This post will walkthrough automating AWS Certificate Manager validation through a Simple Email Service (SES), S3 and Lambda pipeline.
AWS Certification Manager (ACM) requires verification of the ownership of the domain name, or alternatively, of the super-domain of the domain that you want the certificate for.
Currently the only way this is done is through email to the following addresses,
- Whois domain, technical, and administrative contact
- The administrator, hostmaster, postmaster, webmaster, and admin addresses at the requested domain (or to the super-domain specified by the validation domain setting).
The SES pipeline method to simplify AWS certificate manager validation. The Cloudformation template will generate an ACM certificate during creation, which will generate a verification email. By setting up SES on that domain, we can forward the email through S3 to a Lambda remailer and out to our real admins. We can also set it up more simply to go to an SNS topic we can subscribe to.
Using the super-domain as the validation domain
With a lot of hosted zones we could end up doing extra work to add MX records
to everyone of them, luckily, we can use the super-domain instead of the actual
domain to do verifications. This means that instead of requiring setting up
mail every hosted zone, we can simply set all the sub-domains to verify on the
super-domain. For example, mysite.mysubdomain.mydomain.com sets validation
domain to mydomain.com, so the verification emails will not be set to
firstname.lastname@example.org, but instead to
See the certificate manager user guide for more information.
The cloudformation for certificate manager allows us to set the validation domain through the DomainValidationOptions key.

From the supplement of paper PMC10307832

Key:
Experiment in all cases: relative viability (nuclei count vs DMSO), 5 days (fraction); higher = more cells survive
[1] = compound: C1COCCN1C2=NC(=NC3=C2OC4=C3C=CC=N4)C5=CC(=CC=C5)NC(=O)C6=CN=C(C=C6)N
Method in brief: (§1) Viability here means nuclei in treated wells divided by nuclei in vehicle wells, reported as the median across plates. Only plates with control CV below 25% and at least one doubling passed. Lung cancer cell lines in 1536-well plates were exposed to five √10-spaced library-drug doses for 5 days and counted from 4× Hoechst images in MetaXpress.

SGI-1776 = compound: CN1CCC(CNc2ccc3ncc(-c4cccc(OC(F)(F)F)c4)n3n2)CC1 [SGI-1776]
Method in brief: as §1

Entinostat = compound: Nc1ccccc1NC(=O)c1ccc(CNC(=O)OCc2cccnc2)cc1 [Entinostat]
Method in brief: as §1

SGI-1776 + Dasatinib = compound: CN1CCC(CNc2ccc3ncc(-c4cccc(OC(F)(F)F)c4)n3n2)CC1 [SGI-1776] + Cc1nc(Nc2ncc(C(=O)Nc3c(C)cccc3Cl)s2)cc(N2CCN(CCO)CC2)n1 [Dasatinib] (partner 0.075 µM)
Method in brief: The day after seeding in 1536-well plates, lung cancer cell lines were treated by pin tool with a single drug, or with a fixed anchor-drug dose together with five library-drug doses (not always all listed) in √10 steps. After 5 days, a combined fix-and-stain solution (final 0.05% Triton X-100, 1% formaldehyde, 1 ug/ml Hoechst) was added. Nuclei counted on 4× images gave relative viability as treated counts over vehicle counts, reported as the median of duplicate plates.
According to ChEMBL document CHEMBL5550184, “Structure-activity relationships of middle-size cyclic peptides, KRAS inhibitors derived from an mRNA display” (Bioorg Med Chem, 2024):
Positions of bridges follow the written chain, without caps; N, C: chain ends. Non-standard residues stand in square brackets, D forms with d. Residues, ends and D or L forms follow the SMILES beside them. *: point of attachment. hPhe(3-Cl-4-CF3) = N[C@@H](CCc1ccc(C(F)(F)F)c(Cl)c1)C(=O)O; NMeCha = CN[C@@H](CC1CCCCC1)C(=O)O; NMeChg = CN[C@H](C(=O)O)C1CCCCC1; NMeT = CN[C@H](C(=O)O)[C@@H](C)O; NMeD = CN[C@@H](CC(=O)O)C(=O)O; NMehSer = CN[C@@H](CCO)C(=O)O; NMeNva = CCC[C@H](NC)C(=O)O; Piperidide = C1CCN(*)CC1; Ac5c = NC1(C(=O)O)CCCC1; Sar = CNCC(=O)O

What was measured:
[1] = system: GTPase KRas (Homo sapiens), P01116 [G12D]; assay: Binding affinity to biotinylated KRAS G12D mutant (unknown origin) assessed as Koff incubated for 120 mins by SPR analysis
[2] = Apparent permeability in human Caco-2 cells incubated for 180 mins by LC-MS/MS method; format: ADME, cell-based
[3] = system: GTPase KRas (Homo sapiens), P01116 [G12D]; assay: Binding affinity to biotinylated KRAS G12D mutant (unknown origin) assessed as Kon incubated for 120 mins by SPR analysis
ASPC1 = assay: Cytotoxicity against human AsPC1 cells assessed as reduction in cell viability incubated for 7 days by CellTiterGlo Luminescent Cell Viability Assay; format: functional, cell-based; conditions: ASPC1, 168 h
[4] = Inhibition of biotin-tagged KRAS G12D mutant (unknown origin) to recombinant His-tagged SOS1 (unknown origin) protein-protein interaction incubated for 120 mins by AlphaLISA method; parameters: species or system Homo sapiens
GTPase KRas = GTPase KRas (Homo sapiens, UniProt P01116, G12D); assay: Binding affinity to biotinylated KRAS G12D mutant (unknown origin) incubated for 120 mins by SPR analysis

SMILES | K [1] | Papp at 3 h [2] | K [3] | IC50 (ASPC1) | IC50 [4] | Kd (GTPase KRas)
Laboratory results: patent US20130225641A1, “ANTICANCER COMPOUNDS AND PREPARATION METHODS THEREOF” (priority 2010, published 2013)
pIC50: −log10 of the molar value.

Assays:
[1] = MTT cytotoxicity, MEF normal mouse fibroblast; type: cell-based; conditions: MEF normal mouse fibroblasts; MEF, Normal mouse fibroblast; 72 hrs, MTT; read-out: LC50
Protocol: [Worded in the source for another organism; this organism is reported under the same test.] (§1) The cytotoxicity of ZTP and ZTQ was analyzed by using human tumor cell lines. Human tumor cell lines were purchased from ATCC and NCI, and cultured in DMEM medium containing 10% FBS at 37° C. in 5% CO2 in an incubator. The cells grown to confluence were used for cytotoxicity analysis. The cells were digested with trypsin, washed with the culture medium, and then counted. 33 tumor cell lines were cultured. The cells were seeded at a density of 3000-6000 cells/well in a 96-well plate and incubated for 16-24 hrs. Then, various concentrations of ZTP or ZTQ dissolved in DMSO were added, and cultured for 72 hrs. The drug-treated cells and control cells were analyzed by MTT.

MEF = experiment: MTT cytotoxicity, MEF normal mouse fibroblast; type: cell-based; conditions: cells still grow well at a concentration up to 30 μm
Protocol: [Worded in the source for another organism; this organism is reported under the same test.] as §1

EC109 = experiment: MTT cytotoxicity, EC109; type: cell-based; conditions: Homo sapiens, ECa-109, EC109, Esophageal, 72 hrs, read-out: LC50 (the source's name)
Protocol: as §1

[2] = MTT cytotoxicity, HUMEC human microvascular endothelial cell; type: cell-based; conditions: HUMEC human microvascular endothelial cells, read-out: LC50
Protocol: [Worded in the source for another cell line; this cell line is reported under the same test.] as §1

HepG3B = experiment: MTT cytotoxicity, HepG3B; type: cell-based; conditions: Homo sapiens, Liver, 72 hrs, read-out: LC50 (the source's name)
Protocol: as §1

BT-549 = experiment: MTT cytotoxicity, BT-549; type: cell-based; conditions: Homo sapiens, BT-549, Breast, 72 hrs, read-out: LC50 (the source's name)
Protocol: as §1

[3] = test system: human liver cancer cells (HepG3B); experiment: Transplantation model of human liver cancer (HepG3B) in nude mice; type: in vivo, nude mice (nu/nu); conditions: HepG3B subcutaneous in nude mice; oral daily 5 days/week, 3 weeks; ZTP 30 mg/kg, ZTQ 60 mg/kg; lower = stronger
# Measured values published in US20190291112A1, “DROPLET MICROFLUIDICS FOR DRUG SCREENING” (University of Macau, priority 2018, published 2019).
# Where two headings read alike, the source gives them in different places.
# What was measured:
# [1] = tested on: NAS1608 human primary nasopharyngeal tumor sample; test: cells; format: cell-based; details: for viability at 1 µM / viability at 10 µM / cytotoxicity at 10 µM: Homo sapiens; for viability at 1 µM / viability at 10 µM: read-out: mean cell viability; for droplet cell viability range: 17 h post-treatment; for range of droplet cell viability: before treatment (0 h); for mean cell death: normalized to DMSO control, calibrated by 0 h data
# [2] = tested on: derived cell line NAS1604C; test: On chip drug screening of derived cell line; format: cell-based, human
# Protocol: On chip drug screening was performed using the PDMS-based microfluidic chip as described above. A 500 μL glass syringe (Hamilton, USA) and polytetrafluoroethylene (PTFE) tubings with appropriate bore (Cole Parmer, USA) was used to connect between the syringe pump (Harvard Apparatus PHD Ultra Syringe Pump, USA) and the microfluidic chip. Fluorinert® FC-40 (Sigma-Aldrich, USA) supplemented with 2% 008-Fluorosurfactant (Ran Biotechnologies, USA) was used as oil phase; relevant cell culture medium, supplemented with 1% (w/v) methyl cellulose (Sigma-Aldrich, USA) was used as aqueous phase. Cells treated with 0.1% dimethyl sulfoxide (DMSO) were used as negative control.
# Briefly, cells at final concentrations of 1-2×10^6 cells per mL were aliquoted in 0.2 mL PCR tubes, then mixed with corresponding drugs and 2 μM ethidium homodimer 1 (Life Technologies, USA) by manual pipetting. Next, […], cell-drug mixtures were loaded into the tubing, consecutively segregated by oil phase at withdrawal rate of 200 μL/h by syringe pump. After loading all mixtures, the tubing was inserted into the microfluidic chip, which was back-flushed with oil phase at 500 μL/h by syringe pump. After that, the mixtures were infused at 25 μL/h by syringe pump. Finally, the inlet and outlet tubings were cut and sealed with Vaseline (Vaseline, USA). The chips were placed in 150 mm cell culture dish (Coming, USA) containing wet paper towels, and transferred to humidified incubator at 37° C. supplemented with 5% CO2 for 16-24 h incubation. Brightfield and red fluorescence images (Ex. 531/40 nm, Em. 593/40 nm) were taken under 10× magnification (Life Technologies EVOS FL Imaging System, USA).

Type: ”AWS::CertificateManager::Certificate” Properties: DomainName: String DomainValidationOptions: − DomainValidationOptions SubjectAlternativeNames: − String Tags: − Resource Tag
Domain validation with an external mail server
To achieve this the most straightforward way would be to set up a mail MX record in route53 for your super-domain pointing at your existing mail service, then, when validating the sub-domain, set the validation domain to the super- domain.
Domain validation using SES
We can set up Amazon Simple Email Service (SES) to work together with ACM. First we setup a route 53 MX record on the super-domain hosted zone to use the Simple Email Service (SES). Add an SES ruleset that sends mail to an S3 bucket and triggers a Lambda function that will forward the email from the bucket. This way the verification email can be sent on to real administrators.
Using the SESLambdaForwarder cloudformation stack
There’s a cloudformation template available for doing this, see https://github.com/niallcreech/cloudformation-seslambdaforwarder.
When creating this stack you can set the email addresses to forward, and a set of forwarding addresses. This cloudformation sets up a lambda function and a S3 bucket with default 3 day deletion policy. We need to setup SES on the domain we want to receive mail on since it doesn’t have cloudformation support, but luckily this is straightforward.
Setup SES on the base domain
Create an SES domain for the base domain name superdomain.com
Let the SES domain creation set route 53 entries for verification and MX, eg in the superdomain.com hosted zone, superdomain.com MX 10 inbound−smtp . eu−west−1.amazonaws.com
Create a SES rule et to send emails to the S3 bucket.
When creating certificates, use superdomain.com as the validation domain, this means email@example.com will be emailed when we create any sub-domain something.somewhere.superdomain.com
While the stack requiring an ACM SSL certificate is being created, the forwarding addresses should all receive a validation email